Google in talks with Bangalore City Police to resume street view
Google in talks with Bangalore City Police to resume street view Truth Leem/Reuters

Internet search company Google has been directed to stop the street view filming project in the south Indian city of Bangalore by the city police, until it gets necessary clearance from the local government.

Google's camera-mounted cars have been roaming India's tech city collecting 360-degree images of roads and public locations for its free Street View service for the past two weeks.

Google can't take pictures of entries, exits and structures of defence, scientific and even government buildings until they have clearance from the Home and Defence ministries, said Suneel Kumar, Additional Commissioner, Law & Order in a statement.

Google India had launched its ambitious Street View project in Bangalore last month to capture images of the city so as to feed its popular Google Maps platform. As a part of this, the company engaged a fleet of cars and tricycles mounted with cameras to visit various locations for taking photographs of streets and public locations.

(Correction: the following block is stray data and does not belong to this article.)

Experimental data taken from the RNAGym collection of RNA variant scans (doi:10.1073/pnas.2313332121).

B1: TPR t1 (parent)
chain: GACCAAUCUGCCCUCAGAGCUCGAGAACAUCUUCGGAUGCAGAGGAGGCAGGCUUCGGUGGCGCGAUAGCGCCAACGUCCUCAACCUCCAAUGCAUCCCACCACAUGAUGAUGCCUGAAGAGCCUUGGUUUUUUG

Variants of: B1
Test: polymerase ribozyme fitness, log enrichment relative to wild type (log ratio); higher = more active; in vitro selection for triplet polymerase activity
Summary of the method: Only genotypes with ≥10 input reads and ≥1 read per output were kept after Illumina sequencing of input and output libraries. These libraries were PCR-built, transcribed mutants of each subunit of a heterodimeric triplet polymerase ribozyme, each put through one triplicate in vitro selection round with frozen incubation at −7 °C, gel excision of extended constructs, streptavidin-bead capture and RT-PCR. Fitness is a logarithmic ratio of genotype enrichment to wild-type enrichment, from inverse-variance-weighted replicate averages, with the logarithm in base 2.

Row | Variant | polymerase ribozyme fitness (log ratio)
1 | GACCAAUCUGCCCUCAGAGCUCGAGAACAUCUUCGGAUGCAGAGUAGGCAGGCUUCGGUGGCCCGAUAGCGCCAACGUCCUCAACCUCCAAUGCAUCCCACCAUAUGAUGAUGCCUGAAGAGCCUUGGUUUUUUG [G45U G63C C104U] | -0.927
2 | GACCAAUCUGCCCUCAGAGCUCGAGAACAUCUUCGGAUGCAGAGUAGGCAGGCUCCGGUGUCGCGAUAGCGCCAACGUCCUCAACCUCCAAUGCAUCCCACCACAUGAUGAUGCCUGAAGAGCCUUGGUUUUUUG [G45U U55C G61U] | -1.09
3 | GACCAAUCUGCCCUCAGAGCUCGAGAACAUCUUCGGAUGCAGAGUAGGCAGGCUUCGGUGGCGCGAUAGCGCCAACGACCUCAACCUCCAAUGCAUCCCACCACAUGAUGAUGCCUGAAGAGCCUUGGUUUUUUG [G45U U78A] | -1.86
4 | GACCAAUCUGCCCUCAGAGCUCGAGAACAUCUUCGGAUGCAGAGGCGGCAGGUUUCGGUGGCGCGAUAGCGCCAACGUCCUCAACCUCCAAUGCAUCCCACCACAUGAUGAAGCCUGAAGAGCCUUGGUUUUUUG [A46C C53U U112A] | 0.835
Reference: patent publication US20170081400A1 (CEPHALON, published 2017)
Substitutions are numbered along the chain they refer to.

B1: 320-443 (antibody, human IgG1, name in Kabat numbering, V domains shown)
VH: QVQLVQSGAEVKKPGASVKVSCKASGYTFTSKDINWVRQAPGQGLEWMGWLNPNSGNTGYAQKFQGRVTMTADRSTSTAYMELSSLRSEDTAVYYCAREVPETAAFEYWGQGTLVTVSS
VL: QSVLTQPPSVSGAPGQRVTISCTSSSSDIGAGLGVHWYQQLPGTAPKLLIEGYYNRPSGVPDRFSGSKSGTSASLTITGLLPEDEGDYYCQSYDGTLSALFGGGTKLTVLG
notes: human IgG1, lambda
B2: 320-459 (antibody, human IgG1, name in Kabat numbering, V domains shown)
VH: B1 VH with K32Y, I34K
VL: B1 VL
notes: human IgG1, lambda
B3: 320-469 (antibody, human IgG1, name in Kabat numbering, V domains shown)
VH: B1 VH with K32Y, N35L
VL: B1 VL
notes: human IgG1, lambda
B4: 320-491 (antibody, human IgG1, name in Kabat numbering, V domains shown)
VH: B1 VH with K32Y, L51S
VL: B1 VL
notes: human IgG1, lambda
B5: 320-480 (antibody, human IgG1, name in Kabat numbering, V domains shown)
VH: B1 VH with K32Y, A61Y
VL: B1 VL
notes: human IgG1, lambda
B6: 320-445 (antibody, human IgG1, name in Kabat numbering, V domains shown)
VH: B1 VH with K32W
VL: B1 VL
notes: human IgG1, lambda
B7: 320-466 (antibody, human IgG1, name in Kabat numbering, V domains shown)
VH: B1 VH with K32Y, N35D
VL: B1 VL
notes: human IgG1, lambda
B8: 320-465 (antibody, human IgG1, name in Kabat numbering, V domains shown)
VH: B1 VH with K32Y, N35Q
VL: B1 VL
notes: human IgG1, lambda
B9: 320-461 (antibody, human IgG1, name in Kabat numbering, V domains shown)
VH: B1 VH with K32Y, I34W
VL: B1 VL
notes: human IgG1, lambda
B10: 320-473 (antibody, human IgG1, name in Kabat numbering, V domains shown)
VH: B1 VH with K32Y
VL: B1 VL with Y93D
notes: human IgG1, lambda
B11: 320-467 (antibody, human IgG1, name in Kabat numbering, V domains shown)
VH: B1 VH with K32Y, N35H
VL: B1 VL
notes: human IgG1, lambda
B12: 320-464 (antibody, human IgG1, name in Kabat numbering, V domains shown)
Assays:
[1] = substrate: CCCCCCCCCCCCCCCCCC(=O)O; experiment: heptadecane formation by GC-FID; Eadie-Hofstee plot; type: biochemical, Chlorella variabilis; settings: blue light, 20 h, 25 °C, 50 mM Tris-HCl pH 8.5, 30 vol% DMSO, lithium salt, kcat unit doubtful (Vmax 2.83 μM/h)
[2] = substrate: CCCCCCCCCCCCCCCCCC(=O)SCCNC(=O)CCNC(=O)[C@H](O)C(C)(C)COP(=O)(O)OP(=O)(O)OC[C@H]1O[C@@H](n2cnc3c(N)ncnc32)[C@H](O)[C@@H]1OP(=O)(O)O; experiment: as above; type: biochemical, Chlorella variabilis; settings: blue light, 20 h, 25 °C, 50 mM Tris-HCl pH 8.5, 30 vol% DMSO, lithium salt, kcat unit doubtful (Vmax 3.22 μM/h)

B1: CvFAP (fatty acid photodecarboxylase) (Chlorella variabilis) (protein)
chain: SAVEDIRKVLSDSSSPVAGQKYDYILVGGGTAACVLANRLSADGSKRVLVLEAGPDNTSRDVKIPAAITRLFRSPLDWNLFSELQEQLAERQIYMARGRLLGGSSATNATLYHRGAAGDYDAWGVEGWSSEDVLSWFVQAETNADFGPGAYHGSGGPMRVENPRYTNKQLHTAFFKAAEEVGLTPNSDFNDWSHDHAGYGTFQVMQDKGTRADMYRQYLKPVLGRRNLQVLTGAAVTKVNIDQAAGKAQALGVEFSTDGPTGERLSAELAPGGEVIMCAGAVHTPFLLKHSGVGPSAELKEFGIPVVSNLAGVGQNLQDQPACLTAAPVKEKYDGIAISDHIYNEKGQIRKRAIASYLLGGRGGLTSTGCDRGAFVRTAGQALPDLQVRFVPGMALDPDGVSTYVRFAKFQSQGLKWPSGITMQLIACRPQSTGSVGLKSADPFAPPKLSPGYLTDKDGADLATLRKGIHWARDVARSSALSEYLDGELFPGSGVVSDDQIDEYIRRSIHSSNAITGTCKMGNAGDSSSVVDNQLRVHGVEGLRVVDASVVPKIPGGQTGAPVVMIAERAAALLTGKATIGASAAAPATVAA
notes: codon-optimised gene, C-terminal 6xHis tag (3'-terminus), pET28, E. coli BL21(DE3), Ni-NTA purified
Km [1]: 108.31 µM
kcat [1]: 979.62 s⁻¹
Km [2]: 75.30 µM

We are in discussion with the authorities to address their concerns. We hope to resolve the matter at the earliest, a Google India spokesperson said in an email reply to the media.

Google had claimed to have obtained permission from the Bangalore City police and the company was even planning to expand this project to other Indian cities.

The office of the Commissioner of Police, Bangalore, said it had only issued a 'no-objection letter' for the movement of 'street view vehicles', subject to necessary permission that might be required from the security point of view.

Since they proceeded with filming without necessary security-related permission from the Government of India, their operations were stopped, the statement said.

Launched in San Francisco in 2007, Street View allows users to navigate around a 360-degree view of city streets, buildings, traffic and people, using pictures taken by Google's camera vehicles.

Now available in many countries, critics of the service accuse Google of failing to obscure sensitive images and setting its cameras in a way that allows them to peer over fences, hedges and walls into private property.